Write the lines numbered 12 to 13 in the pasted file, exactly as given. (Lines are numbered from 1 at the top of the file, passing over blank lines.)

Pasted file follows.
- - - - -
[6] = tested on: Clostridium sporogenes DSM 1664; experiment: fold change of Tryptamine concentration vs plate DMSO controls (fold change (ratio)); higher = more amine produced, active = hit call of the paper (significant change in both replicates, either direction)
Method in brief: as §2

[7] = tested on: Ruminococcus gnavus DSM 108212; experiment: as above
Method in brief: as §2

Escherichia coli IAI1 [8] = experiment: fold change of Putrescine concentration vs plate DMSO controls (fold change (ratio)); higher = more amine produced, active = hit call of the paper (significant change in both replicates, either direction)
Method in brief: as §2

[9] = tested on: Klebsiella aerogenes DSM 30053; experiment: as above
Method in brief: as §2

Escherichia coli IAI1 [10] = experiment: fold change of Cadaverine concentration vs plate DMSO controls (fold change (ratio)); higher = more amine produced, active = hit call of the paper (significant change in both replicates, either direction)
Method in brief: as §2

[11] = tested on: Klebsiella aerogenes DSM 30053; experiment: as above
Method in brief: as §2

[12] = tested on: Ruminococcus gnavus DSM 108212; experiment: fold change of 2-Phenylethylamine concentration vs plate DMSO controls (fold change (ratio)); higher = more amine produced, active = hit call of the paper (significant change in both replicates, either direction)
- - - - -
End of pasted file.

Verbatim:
Method in brief: as §2

[12] = tested on: Ruminococcus gnavus DSM 108212; experiment: fold change of 2-Phenylethylamine concentration vs plate DMSO controls (fold change (ratio)); higher = more amine produced, active = hit call of the paper (significant change in both replicates, either direction)